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‘I’m just a bill’

It’s crunch time in Tally. The legislative session ends at 11:59 p.m. on March 11, and because politics, there’s a lot of legislation still being handled.

If you’ve long forgotten lessons from Schoolhouse Rock!, we’ve outlined the process – and shown you where some relevant legislation is lingering.

This is how it goes down when a bill originates in the House, but it works similarly in the Senate. (If you’re a stickler for details, the Senate process is sketched out here (PDF).) You can still weigh in on legislation – use these last days!

How an idea becomes a law in Florida infographic
Hector Chacon/The New Tropic
  • Michael Gibaldi

    Hi, I’m late in looking over this bill process infographic but want to ask about step 1. It says original ideas for bills are started by a person(presumably Floride resident registered to vote) a citizens group. Or a legislator.
    what about all the bills suggested by big business and special interests?? For example, what person or citizen group would want a bill that would preempt individual Counties or Cities from trying to regulate toxic polystyrene containers? Or a bill that would advance fracking?
    So of the 3 groups in diagram that initiate a bill idea, safe to assume that #3 – a legislator’s idea – started with lobbying and dark money interests?
    As on ocean and marine activist, I’m learning a lot about the inner workings so I can be better at affecting positive, progressive policy.

    • Kathryn M.

      Exactly. In broad terms, ideas for bills can come from anywhere but technically, they are introduced (started in the process of becoming a bill) by a legislator. The same can be said about local laws.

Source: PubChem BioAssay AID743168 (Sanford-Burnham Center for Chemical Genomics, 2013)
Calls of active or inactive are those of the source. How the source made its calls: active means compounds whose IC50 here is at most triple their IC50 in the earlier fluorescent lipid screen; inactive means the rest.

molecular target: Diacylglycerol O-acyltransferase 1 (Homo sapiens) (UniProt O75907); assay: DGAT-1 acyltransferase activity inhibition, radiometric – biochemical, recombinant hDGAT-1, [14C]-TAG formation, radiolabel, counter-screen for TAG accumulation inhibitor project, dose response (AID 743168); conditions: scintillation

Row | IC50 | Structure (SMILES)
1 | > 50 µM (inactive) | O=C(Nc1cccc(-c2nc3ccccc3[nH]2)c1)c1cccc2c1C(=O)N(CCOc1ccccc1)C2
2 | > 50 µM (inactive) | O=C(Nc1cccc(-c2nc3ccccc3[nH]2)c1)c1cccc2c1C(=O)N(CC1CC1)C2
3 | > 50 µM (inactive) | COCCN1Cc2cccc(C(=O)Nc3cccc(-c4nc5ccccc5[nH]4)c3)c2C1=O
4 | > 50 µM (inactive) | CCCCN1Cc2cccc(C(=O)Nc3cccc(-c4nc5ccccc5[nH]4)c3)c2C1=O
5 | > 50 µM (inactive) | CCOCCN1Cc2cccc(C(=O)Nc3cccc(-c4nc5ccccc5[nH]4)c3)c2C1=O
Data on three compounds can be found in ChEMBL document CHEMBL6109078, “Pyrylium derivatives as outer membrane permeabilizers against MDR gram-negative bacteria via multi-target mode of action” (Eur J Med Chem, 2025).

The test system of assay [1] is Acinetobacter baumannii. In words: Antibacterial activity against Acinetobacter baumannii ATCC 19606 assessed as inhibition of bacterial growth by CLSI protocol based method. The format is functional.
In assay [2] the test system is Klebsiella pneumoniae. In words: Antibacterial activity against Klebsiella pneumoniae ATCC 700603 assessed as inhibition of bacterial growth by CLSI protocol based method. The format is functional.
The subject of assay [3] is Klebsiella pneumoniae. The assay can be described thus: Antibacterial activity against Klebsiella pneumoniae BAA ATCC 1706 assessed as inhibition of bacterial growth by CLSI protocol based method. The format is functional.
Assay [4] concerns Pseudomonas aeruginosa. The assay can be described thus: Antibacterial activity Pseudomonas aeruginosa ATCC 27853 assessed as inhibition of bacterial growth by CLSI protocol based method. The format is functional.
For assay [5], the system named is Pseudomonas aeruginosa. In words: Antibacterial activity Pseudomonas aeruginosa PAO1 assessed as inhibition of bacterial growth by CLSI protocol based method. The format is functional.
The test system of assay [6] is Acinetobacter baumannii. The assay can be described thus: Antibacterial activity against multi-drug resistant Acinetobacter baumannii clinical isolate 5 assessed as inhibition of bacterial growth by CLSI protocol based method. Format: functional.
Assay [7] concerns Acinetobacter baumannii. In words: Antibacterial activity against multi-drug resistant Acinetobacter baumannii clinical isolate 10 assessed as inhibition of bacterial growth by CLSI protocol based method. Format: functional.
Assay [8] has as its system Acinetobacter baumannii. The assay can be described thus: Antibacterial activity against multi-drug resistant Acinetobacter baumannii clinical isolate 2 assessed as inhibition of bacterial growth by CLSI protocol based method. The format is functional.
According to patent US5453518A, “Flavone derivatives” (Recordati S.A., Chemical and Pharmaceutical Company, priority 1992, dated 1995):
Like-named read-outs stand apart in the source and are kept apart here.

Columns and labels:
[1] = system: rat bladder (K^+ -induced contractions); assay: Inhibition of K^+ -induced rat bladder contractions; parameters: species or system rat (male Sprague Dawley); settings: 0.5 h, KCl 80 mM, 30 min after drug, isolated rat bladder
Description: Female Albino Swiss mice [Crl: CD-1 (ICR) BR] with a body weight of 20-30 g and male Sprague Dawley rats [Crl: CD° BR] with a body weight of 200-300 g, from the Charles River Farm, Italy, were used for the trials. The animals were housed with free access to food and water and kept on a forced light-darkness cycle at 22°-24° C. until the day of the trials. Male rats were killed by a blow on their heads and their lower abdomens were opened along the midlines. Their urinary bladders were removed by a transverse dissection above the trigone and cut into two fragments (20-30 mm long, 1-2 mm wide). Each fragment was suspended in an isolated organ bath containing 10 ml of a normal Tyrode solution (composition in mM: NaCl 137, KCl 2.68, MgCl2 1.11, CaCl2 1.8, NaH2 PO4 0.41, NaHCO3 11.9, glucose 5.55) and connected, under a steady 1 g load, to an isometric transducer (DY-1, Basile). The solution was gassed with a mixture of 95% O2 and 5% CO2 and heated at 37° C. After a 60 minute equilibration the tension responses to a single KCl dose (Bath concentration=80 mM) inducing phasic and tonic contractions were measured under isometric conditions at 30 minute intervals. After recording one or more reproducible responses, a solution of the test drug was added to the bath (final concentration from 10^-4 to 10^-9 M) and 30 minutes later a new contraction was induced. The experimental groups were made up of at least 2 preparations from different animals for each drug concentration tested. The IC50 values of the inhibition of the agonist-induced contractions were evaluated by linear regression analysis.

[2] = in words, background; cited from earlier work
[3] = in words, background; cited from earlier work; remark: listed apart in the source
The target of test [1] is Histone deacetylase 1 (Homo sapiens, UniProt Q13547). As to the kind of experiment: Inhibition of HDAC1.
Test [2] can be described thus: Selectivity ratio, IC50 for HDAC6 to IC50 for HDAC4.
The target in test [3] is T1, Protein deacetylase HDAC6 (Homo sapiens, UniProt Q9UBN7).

• Don’t forget that business interests can create their own ‘Consumer advocacy” groups. This is what happened with the Florida Solar Amendment petition that is getting pushed out by the competing amendment petition sponsored by FPL and Duke energy.

    • ariel

      Hey Michael,

      Thanks for reading this through, and hope you found it helpful! Those couple things we mentioned were just examples. That wasn’t meant to be an all-encompassing list of all the people a bill could originate with. Just the ones most likely to fit the profile of our readers.

      Ariel

  • Michael Gibaldi

    Hi, I’m late in looking over this bill process infographic but want to ask about step 1. It says original ideas for bills are started by a person(presumably Floride resident registered to vote) a citizens group. Or a legislator.
    what about all the bills suggested by big business and special interests?? For example, what person or citizen group would want a bill that would preempt individual Counties or Cities from trying to regulate toxic polystyrene containers? Or a bill that would advance fracking?
    So of the 3 groups in diagram that initiate a bill idea, safe to assume that #3 – a legislator’s idea – started with lobbying and dark money interests?
    As on ocean and marine activist, I’m learning a lot about the inner workings so I can be better at affecting positive, progressive policy.

    • Kathryn M.

      Exactly. In broad terms, ideas for bills can come from anywhere but technically, they are introduced (started in the process of becoming a bill) by a legislator. The same can be said about local laws.

    • Don’t forget that business interests can create their own ‘Consumer advocacy” groups. This is what happened with the Florida Solar Amendment petition that is getting pushed out by the competing amendment petition sponsored by FPL and Duke energy.

    • ariel

      Hey Michael,

      Thanks for reading this through, and hope you found it helpful! Those couple things we mentioned were just examples. That wasn’t meant to be an all-encompassing list of all the people a bill could originate with. Just the ones most likely to fit the profile of our readers.

      Ariel